Photographing People: Part 3

Photographing People: Part 3

Leela Cyd
Jun 29, 2012

Today is my tip finale for photographing people (rounds 1 and 2 can be found here and here)! I do hope you've enjoyed the information and are now better equipped to capture those special moments with friends and family this summer. Both comment sections for the aformentioned posts have great feedback as well. Without further adieu, my final thoughts on the matter (for now) are as follows . . .

1) Focus on the Eyes. If the eyes are out of focus in a portrait, the whole thing looks off. The lips, chin, hands, ears --— all the other features can be soft, but the eyes have to be sharp in order for the photograph to read well. So while you're photographing your subject, make sure you point your focus at the eyes. Far better to see you with my pretty!

2) Get Closer. You can usually tell when someone has photographed another person from afar and not been brave enough to just go up and ask to make a picture of the subject. As I've said before, ask and you shall receive. If you just cordially ask to photograph a person in a certain stance and give them a hair of direction, most people say yes. So be confident and bold and pretend you've done this a million times, this whole getting close to strangers thing. Life is more interesting when you've got a camera!

3) Anticipate an Emotion. I like to say something really stupid, and I mean really stupid, then wait for the reaction I know I'm going to get, usually a smile or a big laugh... Then shoot continuously for 10 seconds and my shot's going to be in this series. It won't be the picture where I direct the subject to turn towards me and smile, it's all about catching them off guard and getting the person to react in a natural way.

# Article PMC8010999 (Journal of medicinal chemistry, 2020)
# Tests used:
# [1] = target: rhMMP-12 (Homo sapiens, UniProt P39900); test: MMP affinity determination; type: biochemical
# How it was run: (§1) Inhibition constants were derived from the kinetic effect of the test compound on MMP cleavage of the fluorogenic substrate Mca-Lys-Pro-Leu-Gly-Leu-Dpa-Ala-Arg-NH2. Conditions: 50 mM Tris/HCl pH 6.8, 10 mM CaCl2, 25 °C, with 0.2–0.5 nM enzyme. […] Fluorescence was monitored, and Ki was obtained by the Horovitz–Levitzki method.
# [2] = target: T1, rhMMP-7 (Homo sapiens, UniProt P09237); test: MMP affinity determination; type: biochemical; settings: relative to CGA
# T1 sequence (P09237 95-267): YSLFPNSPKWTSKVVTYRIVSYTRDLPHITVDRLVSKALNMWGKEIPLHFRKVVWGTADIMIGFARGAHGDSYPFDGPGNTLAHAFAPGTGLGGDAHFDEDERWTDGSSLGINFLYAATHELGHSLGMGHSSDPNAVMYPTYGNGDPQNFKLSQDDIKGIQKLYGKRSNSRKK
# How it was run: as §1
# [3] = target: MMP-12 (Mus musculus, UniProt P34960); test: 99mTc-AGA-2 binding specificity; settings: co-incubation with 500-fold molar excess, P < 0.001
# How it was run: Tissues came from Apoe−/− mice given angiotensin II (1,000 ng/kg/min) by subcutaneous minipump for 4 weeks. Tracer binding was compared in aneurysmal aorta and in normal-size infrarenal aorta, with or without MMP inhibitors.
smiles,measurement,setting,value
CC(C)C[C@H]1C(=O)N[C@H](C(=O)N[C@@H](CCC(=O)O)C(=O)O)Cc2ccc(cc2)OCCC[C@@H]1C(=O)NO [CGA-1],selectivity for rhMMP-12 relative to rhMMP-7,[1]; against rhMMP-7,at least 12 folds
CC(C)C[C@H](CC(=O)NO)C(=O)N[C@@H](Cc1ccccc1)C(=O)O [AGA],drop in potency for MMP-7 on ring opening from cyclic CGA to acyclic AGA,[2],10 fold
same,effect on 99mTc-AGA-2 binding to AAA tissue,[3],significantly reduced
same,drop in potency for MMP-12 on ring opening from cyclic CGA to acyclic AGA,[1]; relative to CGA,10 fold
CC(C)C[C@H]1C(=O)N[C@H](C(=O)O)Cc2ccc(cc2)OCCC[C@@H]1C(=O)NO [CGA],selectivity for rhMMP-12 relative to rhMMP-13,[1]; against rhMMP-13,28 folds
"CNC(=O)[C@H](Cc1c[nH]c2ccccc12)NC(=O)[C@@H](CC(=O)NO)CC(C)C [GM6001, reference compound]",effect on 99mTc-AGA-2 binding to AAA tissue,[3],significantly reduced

4) Photograph Your Subject without showing their Face. This can be a very cool prompt to create an interesting photograph. Hands, eyes, even feet can say a lot about someone — vary up your perspective by getting tight onto these personal details; they can add to the canon of imagery of the subject and be very poignant.

5) The Background is a Subject Too. Make sure to pay attention to the placement of your subject within the space. So if you're in a really busy kitchen or a lowly lit space, just take a walk around the block with your person. Place them outside if you need a good fall back, or even a different room with better light. The point is look at where you are and how to improve the space within the photograph, if it needs it!

Hope you learned something here these past few weeks!

Leela the Photo Magician

(Images: Leela Cyd Ross)

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